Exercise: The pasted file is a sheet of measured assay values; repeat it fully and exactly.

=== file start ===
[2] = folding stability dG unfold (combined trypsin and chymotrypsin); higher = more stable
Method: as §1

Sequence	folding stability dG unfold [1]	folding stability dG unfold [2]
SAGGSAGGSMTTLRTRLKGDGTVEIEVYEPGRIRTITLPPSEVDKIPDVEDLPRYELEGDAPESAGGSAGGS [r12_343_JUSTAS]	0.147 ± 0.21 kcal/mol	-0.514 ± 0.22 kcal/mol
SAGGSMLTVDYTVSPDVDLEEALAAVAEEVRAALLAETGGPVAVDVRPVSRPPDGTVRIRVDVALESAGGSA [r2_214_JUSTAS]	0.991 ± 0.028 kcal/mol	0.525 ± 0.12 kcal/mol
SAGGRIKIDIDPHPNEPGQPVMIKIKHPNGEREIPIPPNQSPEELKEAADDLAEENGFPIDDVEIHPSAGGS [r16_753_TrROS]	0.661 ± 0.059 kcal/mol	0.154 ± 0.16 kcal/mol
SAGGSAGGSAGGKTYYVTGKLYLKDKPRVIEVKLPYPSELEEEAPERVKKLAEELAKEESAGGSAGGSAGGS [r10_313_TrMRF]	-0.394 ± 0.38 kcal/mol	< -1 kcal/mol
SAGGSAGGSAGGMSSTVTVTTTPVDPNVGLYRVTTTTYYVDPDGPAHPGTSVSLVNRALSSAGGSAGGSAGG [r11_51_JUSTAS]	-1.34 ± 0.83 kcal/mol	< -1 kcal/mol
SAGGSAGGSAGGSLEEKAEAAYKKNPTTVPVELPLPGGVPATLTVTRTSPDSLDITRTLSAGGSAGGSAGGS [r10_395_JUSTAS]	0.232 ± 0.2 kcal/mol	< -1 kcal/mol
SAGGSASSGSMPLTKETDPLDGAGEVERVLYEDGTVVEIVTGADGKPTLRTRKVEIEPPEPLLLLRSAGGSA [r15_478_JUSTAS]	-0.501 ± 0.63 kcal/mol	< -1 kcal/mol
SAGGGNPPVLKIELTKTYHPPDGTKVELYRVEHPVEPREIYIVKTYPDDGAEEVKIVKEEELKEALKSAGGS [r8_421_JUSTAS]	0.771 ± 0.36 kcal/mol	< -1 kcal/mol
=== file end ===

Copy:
[2] = folding stability dG unfold (combined trypsin and chymotrypsin); higher = more stable
Method: as §1

Sequence	folding stability dG unfold [1]	folding stability dG unfold [2]
SAGGSAGGSMTTLRTRLKGDGTVEIEVYEPGRIRTITLPPSEVDKIPDVEDLPRYELEGDAPESAGGSAGGS [r12_343_JUSTAS]	0.147 ± 0.21 kcal/mol	-0.514 ± 0.22 kcal/mol
SAGGSMLTVDYTVSPDVDLEEALAAVAEEVRAALLAETGGPVAVDVRPVSRPPDGTVRIRVDVALESAGGSA [r2_214_JUSTAS]	0.991 ± 0.028 kcal/mol	0.525 ± 0.12 kcal/mol
SAGGRIKIDIDPHPNEPGQPVMIKIKHPNGEREIPIPPNQSPEELKEAADDLAEENGFPIDDVEIHPSAGGS [r16_753_TrROS]	0.661 ± 0.059 kcal/mol	0.154 ± 0.16 kcal/mol
SAGGSAGGSAGGKTYYVTGKLYLKDKPRVIEVKLPYPSELEEEAPERVKKLAEELAKEESAGGSAGGSAGGS [r10_313_TrMRF]	-0.394 ± 0.38 kcal/mol	< -1 kcal/mol
SAGGSAGGSAGGMSSTVTVTTTPVDPNVGLYRVTTTTYYVDPDGPAHPGTSVSLVNRALSSAGGSAGGSAGG [r11_51_JUSTAS]	-1.34 ± 0.83 kcal/mol	< -1 kcal/mol
SAGGSAGGSAGGSLEEKAEAAYKKNPTTVPVELPLPGGVPATLTVTRTSPDSLDITRTLSAGGSAGGSAGGS [r10_395_JUSTAS]	0.232 ± 0.2 kcal/mol	< -1 kcal/mol
SAGGSASSGSMPLTKETDPLDGAGEVERVLYEDGTVVEIVTGADGKPTLRTRKVEIEPPEPLLLLRSAGGSA [r15_478_JUSTAS]	-0.501 ± 0.63 kcal/mol	< -1 kcal/mol
SAGGGNPPVLKIELTKTYHPPDGTKVELYRVEHPVEPREIYIVKTYPDDGAEEVKIVKEEELKEALKSAGGS [r8_421_JUSTAS]	0.771 ± 0.36 kcal/mol	< -1 kcal/mol